Pulitzer Prize-winning Washington Post reporter Barton Gellman reported that Cheney has signed a deal to co-write a memoir with Stephen Hayes, and for the first time agreed to criticize former President Bush because "the statute of limitations has expired" on his silence for dissent. Gellman reported that Cheney told Hayes, "When the president made decisions that I didn't agree with, I still supported him and didn't go out and undercut him.... Now we're talking about after we've left office. I have strong feelings about what happened.... And I don't have any reason not to forthrightly express those views." That sentiment is about as succinct a definition of the Leninist principle of "democratic centralism" as ever was stated.
Gellman reported that Cheney's influence in the administration waned during the second term, as President Bush felt chastened by low polling numbers and adjusted his policies slightly to mend his public profile. "In the second term, he felt Bush was moving away from him," Gellman wrote, basing the statement upon an anonymous source. "He said Bush was shackled by the public reaction and the criticism he took. Bush was more malleable to that. The implication was that Bush had gone soft on him, or rather Bush had hardened against Cheney's advice. He'd showed an independence that Cheney didn't see coming. It was clear that Cheney's doctrine was cast-iron strength at all times — never apologize, never explain — and Bush moved toward the conciliatory." Gellman's 2008 Pulitzer Prize was related to his reporting on former Vice President Cheney.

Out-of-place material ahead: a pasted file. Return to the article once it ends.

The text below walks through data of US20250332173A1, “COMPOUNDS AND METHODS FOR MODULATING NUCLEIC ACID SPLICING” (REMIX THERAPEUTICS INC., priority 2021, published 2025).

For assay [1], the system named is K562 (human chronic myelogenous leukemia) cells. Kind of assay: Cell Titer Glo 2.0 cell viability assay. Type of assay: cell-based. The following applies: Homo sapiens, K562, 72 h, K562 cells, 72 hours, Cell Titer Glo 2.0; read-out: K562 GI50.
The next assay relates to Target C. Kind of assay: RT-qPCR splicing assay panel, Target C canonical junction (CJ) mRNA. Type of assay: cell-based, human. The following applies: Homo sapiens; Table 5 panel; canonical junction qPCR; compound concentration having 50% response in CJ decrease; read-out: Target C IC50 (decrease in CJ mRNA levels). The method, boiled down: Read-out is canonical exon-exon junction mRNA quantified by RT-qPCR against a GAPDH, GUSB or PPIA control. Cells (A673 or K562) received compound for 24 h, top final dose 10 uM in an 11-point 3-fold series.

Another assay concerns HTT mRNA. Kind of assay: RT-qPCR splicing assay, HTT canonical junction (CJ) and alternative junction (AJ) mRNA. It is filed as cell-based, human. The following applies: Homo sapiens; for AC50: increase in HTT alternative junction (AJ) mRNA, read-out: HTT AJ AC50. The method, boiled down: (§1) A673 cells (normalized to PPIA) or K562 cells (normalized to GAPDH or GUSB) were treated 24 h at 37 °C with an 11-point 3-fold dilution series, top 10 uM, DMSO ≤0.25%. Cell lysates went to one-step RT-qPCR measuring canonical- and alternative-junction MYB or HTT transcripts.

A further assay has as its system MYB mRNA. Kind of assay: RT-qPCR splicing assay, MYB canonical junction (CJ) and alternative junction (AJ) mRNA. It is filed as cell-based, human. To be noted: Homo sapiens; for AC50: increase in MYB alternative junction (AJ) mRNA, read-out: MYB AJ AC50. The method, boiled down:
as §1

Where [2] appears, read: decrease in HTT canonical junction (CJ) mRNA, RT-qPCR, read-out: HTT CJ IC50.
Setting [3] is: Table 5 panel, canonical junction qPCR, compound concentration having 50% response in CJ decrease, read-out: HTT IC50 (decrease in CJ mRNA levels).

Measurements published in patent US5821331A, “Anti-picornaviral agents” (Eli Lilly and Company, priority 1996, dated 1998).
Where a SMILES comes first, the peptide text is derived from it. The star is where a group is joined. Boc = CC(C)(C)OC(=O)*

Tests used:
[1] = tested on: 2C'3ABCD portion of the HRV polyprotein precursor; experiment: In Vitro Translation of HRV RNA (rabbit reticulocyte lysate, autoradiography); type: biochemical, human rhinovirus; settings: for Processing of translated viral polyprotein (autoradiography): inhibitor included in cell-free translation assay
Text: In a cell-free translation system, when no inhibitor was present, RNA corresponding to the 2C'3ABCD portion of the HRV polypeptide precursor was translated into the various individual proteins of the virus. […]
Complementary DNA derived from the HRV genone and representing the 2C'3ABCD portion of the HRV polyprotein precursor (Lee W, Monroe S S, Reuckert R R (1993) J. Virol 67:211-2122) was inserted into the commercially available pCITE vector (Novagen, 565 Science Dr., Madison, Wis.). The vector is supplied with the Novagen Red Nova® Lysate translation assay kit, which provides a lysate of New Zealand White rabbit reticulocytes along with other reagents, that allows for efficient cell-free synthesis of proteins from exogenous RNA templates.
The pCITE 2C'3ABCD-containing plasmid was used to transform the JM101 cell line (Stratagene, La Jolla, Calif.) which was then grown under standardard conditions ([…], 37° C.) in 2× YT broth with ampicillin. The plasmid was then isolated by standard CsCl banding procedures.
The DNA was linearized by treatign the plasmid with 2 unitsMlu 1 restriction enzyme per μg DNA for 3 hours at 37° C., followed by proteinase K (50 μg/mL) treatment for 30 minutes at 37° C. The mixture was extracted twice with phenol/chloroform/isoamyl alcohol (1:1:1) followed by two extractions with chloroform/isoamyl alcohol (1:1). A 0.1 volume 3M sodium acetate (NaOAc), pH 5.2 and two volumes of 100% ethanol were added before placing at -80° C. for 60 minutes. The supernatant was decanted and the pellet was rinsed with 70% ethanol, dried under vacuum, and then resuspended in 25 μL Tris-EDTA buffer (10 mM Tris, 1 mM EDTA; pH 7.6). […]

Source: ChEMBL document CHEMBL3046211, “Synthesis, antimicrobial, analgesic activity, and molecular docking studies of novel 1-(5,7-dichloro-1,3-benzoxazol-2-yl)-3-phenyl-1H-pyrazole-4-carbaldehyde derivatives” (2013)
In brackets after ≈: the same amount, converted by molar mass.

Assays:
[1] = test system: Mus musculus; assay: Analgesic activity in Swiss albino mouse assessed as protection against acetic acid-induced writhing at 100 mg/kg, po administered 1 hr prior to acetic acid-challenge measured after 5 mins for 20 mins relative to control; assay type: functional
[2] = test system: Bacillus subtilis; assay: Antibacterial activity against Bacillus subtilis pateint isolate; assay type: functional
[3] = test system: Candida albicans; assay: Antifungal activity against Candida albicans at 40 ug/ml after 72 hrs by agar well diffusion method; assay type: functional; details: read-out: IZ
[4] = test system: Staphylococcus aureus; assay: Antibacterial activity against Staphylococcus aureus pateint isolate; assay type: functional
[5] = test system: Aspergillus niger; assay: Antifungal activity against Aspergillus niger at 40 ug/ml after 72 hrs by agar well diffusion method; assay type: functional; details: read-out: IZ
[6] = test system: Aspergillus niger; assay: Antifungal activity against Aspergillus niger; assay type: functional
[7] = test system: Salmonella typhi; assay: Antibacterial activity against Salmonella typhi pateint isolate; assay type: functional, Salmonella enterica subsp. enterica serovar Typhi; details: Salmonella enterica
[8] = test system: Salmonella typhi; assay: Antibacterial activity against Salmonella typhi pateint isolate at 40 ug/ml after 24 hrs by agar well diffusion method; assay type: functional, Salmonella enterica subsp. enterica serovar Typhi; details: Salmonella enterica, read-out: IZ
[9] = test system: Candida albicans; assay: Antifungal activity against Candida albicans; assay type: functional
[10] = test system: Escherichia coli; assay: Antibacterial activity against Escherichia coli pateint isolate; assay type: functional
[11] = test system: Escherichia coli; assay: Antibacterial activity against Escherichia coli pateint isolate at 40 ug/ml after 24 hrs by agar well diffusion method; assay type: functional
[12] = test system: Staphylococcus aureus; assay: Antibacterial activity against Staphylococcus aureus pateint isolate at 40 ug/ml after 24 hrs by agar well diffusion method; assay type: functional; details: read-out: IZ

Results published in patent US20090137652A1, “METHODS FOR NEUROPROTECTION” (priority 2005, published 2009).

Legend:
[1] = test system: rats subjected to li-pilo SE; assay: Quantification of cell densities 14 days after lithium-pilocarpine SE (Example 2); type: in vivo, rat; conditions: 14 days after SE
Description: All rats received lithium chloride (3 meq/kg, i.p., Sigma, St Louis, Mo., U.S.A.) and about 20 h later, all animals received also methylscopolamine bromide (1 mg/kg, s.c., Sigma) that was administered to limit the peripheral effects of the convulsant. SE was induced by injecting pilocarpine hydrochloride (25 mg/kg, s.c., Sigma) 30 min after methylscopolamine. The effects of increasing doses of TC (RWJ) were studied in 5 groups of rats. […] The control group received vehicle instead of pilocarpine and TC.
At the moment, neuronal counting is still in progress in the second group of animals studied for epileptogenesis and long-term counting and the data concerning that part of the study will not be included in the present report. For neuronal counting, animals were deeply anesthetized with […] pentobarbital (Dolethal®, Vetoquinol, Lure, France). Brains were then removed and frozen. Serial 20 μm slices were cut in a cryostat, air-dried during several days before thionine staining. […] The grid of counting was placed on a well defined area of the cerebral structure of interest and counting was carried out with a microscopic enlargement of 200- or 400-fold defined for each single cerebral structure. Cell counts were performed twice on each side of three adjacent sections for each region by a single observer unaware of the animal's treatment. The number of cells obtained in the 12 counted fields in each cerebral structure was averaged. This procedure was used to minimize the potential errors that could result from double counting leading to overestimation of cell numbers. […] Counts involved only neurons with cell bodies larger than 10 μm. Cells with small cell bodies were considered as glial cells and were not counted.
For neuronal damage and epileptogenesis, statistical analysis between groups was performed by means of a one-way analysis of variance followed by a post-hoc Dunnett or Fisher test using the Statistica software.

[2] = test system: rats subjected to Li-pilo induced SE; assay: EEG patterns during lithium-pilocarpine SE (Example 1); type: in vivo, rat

Gellman's revelations raise a number of questions about the contents of Cheney's memoir, specifically what Bush supposedly went “soft” on. Bush never closed down the secret CIA prisons or stopped torture of detainees, though he did stop the procedure of “waterboarding.” Nor did he ever cut back on his commitment to the Iraqi and Afghan wars. Cheney's book will likely have a dual nature, interesting information, and truly disgusting anti-freedom opinions.